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Several Oklahoma teachers are being asked to pay back up to $50,000 in bonuses that were dolled out in a teacher recruitment initiative, according to a report.
At least nine teachers are being asked to return bonuses ranging between $15,000 and $50,000 that the state’s Department of Education paid out as recruitment bonuses, Oklahoma Watch reported.
State Superintendent of Public Instruction Ryan Walters specified the “clawback” was a core component of the bonuses and the contractual terms that were agreed upon by the teachers and the state.
“The teacher signing bonus program is working as intended by utilizing the necessary safeguards and following the terms of the contract with regard to use of federal funding,” Walters said in a memo obtained by Fox News Digital to the Oklahoma State Legislature and its leadership. “From the beginning, the program was designed with a rigorous and ongoing audit process in mind. The verification process for eligibility is an ongoing process.”
Walters continued: “During the audit process, SDE discovered that several teachers misrepresented their experience and qualifications. SDE is working with these teachers and the federal government on options to ensure accountability of taxpayer money while keeping teachers in the classroom in some of the highest-need areas. We are exploring every option to ensure that teachers honor the intent of the contract they signed while ensuring accountability for taxpayers.”
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Oklahoma Superintendent of Public Instruction Ryan Walters speaks during a special state Board of Education meeting, April 12, 2023, in Oklahoma City. (AP Photo/Sue Ogrocki)
The state is requesting some teachers return their bonuses as its ongoing audit process found some did not qualify for the program and others were overpaid.
“Beyond requiring accurate representation of teachers’ eligibility, one of the stipulations of the contract is that teachers must remain in Oklahoma classrooms for five years, and so we will be conducting ongoing verification of that standard and will claw back funds for teachers that leave early,” the memo read.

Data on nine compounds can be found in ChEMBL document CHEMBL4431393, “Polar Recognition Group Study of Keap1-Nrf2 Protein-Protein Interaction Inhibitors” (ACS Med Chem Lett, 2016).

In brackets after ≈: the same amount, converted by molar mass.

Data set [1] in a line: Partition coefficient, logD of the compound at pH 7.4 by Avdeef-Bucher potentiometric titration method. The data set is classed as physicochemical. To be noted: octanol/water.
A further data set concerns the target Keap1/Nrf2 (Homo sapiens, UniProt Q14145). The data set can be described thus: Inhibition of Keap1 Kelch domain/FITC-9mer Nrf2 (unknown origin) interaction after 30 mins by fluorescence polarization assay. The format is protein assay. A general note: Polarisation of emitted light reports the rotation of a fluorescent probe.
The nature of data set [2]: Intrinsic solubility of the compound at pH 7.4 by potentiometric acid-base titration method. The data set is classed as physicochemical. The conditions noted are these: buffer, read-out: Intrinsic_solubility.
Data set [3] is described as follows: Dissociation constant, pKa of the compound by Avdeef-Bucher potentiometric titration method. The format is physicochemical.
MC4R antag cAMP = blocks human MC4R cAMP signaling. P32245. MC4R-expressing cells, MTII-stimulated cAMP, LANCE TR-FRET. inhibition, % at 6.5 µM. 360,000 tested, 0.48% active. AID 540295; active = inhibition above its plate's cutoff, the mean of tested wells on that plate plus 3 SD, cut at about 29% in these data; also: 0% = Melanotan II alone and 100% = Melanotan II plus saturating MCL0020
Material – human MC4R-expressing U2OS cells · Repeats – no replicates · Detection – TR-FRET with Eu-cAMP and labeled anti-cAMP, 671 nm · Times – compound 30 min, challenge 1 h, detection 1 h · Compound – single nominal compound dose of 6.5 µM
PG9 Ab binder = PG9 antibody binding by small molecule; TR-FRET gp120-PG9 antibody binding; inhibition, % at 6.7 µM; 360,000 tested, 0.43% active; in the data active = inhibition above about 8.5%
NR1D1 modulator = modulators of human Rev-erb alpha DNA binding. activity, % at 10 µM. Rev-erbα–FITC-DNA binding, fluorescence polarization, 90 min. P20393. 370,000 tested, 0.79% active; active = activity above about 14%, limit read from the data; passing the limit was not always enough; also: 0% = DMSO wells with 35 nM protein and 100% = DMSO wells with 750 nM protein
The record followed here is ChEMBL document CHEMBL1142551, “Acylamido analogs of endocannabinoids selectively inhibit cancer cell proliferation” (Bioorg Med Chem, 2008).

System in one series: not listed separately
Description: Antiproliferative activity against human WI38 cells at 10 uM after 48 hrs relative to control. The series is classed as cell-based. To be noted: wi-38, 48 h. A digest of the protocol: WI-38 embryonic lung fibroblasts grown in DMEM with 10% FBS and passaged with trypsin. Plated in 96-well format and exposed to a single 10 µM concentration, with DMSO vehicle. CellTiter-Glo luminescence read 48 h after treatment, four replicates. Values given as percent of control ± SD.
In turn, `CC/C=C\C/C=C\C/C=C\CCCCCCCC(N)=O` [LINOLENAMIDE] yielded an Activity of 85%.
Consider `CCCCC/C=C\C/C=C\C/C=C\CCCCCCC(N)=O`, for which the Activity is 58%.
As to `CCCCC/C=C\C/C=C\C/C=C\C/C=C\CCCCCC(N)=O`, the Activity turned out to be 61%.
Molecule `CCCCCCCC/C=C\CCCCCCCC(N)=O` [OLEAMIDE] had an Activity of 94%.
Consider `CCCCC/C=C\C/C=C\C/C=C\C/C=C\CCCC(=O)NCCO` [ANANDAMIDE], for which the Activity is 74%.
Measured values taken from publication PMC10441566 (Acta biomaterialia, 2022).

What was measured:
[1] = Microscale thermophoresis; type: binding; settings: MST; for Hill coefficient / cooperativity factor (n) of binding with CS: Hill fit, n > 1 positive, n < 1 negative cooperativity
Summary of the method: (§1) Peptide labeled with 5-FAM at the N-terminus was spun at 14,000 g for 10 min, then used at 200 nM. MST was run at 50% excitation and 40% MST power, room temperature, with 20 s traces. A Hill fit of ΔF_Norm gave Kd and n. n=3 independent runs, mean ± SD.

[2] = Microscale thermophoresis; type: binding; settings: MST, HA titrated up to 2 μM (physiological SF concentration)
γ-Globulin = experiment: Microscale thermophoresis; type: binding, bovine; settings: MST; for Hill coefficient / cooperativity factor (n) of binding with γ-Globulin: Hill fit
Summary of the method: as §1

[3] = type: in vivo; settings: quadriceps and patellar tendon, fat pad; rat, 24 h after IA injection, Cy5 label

Walters blamed media outlets for the backlash his office was receiving.
“The press has jumped the gun on their reporting, excluding vital details on the contracts and our auditing system,” Walters wrote in the memo. “The fact of the matter is that over 500 teachers were recruited to Oklahoma classrooms through this program.”
Some teachers, auditors insisted, did not qualify for the program and were overpaid. (iStock)
He also clarified the program “has been the most successful teacher recruitment initiative in state history.”
“I am extremely proud of the work my staff put into designing, launching, and implementing this program in such a quick turnaround,” Walters added.
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According to Oklahoma Watch, a total of $185,000 was paid out to teachers who did not qualify, and $105,000 was overpaid to teachers who qualified for a lesser amount.
Before the memo was sent, the repayment demands had Oklahoma’s education agency drawing fierce criticism from both Republican and Democratic lawmakers.
“As a former teacher, I cannot imagine the anxiety something like this would induce – to be deemed eligible and to receive a large bonus in my bank account, only to be told months later I must return it,” state Rep. Rhonda Baker, a Yukon Republican and chair of the House Common Education Committee, told The Associated Press. “It was up to the State Department of Education to provide proper oversight in the vetting and approval of the bonus recipients.”
Oklahoma Rep. Rhonda Baker commented on the state requiring some teachers to pay back bonuses, saying: “As a former teacher, I cannot imagine the anxiety something like this would induce.” (AP Photo/Sue Ogrocki)
One teacher with four young children and a fifth on the way told The Associated Press that she initially qualified for a $50,000 bonus and used the money to finish home improvements and buy a new car for her growing family.
Then she received a letter from the Oklahoma State Department of Education requesting she repay the funds, quickly.
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“I don’t obviously have the money to pay it back by the end of February,” Kristina Stadelman said. “I came home the day I found out and just cried for two days straight.”
According to the National Education Association, the average teacher pay in Oklahoma is about $54,800, which ranks 38th in the country.
The Associated Press contributed to this report.